Small Engine Problem Solving Tips
Small Engine Won’t Start or Runs Poorly
Determine why your small engine won't start by checking your fuel levels, spark plug, carburetor, valve & compression levels and more. Follow along to troubleshoot and learn when it's best to service your engine.
Troubleshoot Your Mower:
Troubleshoot Your Snow Blower:
Stale, untreated gas begins to break down after about a month. Drain the gas from your lawn mower or outdoor power equipment, and then replace with fresh gas and fuel stabilizer to extend the life of your fuel.
Your fuel needs to be stored in a suitable container and treated with fuel stabilizer to be sure it doesn’t go stale. Stale fuel, dirt, and debris are the most common cause of outdoor power equipment not starting or running properly. If you store equipment with untreated gas in the tank, it can lead to engine damage.
Check your oil level and appearance every time you use your engine while it is cold. Your oil typically needs to be changed each season or after every 25 hours of use
- Refer to our Checking and Changing Mower Oil FAQ for further assistance.
Disconnected, dirty or fouled spark plugs are common causes for engines that won’t start. For small engines, spark plugs typically need to be replaced every season or after 25 hours of use.
You should also check to make sure the spark plug gap is set correctly. An improper spark plug gap could lead to engine knocking and poor performance.
- Follow this guide to check and replace your spark plugs.
If your spark plugs look good, problems with your ignition system can also be preventing a spark.
These problems can range from a faulty spark plug lead, shorted kill switch or damage to the flywheel.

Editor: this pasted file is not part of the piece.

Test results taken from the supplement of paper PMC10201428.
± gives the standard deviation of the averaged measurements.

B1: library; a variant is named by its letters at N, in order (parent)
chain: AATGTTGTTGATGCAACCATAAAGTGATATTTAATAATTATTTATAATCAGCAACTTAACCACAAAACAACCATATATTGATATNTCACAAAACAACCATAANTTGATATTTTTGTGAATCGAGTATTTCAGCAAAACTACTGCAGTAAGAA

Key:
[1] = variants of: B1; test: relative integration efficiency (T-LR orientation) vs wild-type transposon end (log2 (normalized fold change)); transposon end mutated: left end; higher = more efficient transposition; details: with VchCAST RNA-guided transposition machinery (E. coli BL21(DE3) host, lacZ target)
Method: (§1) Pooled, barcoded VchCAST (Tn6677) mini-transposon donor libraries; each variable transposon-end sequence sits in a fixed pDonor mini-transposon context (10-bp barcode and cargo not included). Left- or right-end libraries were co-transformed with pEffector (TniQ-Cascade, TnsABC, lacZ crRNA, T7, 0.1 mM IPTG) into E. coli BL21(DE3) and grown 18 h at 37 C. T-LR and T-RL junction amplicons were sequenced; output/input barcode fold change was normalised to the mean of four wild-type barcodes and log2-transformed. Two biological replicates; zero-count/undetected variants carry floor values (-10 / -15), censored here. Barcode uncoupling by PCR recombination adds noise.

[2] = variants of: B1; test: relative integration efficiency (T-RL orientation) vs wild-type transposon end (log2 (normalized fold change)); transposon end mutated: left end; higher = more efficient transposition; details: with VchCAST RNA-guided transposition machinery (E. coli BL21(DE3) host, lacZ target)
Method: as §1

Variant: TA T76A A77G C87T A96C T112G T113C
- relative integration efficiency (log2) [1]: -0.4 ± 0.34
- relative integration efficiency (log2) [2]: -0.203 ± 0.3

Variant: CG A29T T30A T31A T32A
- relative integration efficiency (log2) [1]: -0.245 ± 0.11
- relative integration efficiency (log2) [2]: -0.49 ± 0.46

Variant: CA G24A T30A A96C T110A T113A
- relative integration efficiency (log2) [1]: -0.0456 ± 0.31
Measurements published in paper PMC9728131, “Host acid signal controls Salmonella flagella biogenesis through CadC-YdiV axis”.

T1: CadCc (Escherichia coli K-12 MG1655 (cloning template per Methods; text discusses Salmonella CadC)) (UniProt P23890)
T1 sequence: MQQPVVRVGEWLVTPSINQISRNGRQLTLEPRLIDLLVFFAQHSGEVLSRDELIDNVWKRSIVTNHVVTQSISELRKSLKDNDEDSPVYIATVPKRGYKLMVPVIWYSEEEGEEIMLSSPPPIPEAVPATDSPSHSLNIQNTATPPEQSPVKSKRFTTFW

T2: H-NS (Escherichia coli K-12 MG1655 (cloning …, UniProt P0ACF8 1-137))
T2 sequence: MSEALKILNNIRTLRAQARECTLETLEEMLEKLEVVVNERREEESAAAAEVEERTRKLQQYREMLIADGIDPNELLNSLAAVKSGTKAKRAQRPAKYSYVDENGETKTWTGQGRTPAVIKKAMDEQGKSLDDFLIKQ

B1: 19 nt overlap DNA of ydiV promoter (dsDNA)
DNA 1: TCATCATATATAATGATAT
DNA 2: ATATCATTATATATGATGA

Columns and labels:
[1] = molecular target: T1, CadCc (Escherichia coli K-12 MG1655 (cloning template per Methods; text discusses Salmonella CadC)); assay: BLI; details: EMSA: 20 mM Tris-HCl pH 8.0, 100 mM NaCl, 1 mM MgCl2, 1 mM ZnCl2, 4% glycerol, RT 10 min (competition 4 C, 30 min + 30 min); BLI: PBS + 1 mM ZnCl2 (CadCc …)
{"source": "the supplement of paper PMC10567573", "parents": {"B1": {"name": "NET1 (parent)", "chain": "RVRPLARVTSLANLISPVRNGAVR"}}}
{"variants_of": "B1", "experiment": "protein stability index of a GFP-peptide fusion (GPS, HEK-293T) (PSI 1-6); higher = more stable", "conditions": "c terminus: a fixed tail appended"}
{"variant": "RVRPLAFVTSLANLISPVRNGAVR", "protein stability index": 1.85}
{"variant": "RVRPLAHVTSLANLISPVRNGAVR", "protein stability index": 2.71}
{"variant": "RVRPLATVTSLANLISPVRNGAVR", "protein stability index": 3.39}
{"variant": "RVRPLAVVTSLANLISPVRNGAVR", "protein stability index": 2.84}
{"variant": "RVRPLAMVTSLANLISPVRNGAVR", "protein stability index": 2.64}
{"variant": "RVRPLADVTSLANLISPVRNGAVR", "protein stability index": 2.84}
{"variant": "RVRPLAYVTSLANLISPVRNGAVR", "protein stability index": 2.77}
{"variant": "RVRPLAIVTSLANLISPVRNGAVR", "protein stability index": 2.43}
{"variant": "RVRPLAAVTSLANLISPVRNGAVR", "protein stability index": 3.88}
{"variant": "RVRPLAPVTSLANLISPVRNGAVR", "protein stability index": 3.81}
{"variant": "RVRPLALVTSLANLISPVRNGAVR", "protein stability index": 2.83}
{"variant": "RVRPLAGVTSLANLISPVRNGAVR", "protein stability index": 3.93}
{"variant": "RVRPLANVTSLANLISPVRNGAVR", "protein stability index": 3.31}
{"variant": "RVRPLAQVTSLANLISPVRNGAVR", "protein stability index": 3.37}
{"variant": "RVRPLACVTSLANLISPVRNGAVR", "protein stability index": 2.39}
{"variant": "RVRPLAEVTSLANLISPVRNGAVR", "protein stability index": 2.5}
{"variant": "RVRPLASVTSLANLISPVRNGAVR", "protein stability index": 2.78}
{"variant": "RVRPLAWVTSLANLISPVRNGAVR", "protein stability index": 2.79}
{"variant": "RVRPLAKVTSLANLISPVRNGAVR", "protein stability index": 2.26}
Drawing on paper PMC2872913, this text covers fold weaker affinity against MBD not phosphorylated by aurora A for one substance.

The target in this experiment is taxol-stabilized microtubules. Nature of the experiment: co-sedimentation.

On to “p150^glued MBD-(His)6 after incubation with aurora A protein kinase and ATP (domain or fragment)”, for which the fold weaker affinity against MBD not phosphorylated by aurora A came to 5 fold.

- To test and fix possible problems, check out our Small Engine Ignition Systems FAQ.
If the engine is emitting white or blue smoke, this means your engine is burning oil. Check our Engine emits white/blue smoke while running FAQ for assistance.
If the engine in emitting black smoke, this could mean that the air filter is dirty, the fuel could have gone bad, and/or the carburetor is flooded. Start by checking your air filter, if it looks okay, move onto replacing the gas. If the problem continues, refer to the following for cleaning/replacing your Carburetor
Air-fuel compression is crucial to engines powering lawn mowers and outdoor power equipment.
If there isn’t proper valve clearance or there’s a leak, this can cause compression problems that keep an engine from starting. You can perform a compression system with a leak down tester. If you don’t have one of these, we recommend visiting your Briggs & Stratton repair dealer.
WARNING: Always read the engine and equipment manual(s) before starting, operating, or servicing your engine or equipment to avoid personal injury or property damage. See an authorized dealer or contact Briggs & Stratton if you are unsure of any procedure or have additional questions. Find all Engine Safety Warnings